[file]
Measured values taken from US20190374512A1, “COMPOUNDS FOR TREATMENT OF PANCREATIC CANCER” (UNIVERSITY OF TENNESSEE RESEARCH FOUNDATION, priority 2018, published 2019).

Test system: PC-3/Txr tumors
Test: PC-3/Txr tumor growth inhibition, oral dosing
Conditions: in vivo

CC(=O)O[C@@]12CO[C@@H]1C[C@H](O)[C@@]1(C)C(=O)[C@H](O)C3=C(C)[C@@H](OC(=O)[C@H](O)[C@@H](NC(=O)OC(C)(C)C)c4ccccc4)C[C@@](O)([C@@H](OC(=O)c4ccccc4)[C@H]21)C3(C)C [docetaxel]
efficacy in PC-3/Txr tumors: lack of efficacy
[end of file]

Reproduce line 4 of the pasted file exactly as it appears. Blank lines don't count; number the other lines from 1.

Conditions: in vivo